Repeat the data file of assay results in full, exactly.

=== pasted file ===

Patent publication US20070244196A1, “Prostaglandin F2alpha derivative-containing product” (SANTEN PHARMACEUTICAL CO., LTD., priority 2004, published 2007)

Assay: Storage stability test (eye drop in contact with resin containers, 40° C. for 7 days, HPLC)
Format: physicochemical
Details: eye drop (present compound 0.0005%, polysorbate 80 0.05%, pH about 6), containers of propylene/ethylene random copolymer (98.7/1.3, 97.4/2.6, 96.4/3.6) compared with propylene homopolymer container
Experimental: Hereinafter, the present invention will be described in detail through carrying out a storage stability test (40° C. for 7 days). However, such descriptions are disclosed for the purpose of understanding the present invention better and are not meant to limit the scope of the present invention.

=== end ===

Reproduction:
Patent publication US20070244196A1, “Prostaglandin F2alpha derivative-containing product” (SANTEN PHARMACEUTICAL CO., LTD., priority 2004, published 2007)

Assay: Storage stability test (eye drop in contact with resin containers, 40° C. for 7 days, HPLC)
Format: physicochemical
Details: eye drop (present compound 0.0005%, polysorbate 80 0.05%, pH about 6), containers of propylene/ethylene random copolymer (98.7/1.3, 97.4/2.6, 96.4/3.6) compared with propylene homopolymer container
Experimental: Hereinafter, the present invention will be described in detail through carrying out a storage stability test (40° C. for 7 days). However, such descriptions are disclosed for the purpose of understanding the present invention better and are not meant to limit the scope of the present invention.